Hard-Line Drug Law Threatens a Pillar of the Community

Frances Johnson faces eviction after her grandson's arrest.
Frances Johnson faces eviction after her grandson's arrest. (By Courtland Milloy -- The Washington Post)
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By Courtland Milloy
Wednesday, May 28, 2008

When D.C. police allegedly found a small amount of marijuana in her grandson's bedroom last year, Frances Johnson had to take the rap with him. As a tenant in a federally subsidized apartment, she is subject to eviction for any criminal act that occurs under her roof -- whether she knows about it or not.

Within weeks of the grandson's arrest, her landlord and the D.C. Housing Authority began legal proceedings under the federal government's "one strike and you're out" policy.

That might have been the end of the story. But Johnson, 68, has taken a stand, fighting back even as she battles cancer and diabetes, her stellar reputation for community service acting as a bulwark against a law that can easily steamroll vulnerable, innocent, low-income tenants.

Several D.C. Council members, noting her volunteer work on behalf of at-risk children, wrote letters of support to the D.C. Housing Authority. The agency eventually reversed itself and yesterday recertified Johnson's eligibility for the Housing Choice Voucher Program.

But the landlord, NDC Realty, still has two eviction lawsuits pending against her under the "one strike" law. She's far from being home safe.

"I feel the pressure, but I'm staying prayerful," Johnson told me recently. "It does make it hard to sleep sometimes, not knowing if I'm staying or going and if I have to go, will I have a place to go to."

I first met Johnson in 1993, when we both lived in the 1400 block of R Street NW. After neighborhood kids witnessed a drug raid on her building, Johnson responded by turning her walk-in closet into a dollhouse and classroom for them. I wrote a column about the scene: children reading stories, drawing and making believe they were doctors, lawyers and teachers, among them her 9-year-old grandson, Ernest Johnson, who pretended to be president of the United States.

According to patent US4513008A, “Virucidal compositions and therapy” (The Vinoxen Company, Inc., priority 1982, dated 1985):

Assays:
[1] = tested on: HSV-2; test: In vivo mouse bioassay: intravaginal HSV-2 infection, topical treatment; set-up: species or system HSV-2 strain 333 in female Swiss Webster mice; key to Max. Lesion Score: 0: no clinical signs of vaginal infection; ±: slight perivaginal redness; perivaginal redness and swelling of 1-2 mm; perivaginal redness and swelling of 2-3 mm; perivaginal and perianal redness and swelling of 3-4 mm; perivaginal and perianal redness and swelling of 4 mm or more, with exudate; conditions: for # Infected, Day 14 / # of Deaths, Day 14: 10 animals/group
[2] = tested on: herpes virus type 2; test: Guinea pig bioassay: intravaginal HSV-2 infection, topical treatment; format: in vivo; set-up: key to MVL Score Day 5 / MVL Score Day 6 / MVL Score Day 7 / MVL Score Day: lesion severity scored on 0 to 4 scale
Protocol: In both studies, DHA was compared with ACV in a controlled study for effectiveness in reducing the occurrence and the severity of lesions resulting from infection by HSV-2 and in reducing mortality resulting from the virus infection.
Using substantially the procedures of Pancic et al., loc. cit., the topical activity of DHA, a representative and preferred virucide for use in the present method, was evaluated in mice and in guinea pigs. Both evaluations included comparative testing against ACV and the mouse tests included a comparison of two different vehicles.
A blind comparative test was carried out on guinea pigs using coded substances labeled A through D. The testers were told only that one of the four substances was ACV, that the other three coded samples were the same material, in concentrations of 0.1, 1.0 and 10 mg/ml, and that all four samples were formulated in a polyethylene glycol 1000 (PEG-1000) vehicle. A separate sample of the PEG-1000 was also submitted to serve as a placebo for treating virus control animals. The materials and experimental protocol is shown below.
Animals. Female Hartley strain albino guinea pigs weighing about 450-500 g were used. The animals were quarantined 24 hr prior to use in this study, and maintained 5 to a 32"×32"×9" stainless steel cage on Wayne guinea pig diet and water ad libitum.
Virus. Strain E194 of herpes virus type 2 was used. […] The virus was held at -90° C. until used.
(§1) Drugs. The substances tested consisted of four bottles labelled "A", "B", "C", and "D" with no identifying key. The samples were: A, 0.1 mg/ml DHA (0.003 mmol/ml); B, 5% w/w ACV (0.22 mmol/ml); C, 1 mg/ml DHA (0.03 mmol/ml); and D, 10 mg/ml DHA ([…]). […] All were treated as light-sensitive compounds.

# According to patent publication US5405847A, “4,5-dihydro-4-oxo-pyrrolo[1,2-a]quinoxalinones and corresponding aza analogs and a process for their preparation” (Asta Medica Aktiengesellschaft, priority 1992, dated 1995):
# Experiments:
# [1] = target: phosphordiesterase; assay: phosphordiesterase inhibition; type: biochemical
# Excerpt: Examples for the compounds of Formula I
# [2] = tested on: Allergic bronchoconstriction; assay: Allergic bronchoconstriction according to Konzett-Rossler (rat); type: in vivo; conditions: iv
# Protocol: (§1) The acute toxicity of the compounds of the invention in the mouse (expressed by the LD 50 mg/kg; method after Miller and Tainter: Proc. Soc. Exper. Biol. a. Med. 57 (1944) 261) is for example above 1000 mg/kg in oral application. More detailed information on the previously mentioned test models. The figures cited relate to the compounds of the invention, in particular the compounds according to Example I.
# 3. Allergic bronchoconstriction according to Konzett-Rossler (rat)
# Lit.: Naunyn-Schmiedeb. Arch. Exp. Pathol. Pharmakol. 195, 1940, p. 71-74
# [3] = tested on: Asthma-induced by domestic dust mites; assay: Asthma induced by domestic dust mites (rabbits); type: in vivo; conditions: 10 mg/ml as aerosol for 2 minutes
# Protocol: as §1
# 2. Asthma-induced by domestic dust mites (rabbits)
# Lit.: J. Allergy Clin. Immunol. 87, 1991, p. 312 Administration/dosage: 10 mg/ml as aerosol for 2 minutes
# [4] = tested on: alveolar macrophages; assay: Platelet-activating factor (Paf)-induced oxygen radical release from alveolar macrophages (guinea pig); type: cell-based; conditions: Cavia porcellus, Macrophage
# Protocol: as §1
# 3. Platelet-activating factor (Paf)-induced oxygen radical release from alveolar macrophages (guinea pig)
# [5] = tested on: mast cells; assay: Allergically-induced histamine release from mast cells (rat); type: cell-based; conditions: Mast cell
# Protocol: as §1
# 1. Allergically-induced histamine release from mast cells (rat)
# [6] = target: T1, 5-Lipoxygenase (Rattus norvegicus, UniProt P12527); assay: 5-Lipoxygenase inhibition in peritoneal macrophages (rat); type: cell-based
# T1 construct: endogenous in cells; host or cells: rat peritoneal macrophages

"I'll give grandma a $1,000 reward," the boy told me back then. "I think this place is pretty good."

Ernest, now 24, is a highly regarded employee at a supermarket in his neighborhood, still living with Johnson and serving as her primary caretaker. In September, he was arrested on the streets while gambling, pleaded guilty to marijuana possession and was sentenced to four months in jail. The store is holding his job until his release next month.

A raid on the Johnson apartment two weeks later allegedly netted a cuff link box with marijuana in it, but the charges were dropped.

Nevertheless, the episode was enough to trigger the "one-strike" a provision of the federal Anti-Drug Abuse Act, passed by Congress in 1988 and upheld by the U.S. Supreme Court in 2002.

"This is a law that has no defense, except for the raw fact that it is unconstitutional," said Pat O'Donnell, a lawyer with the firm Harris, Wiltshire & Grannis, who is representing Johnson pro bono. "There is no due process under the law when the law treats people who have done nothing wrong like criminals."


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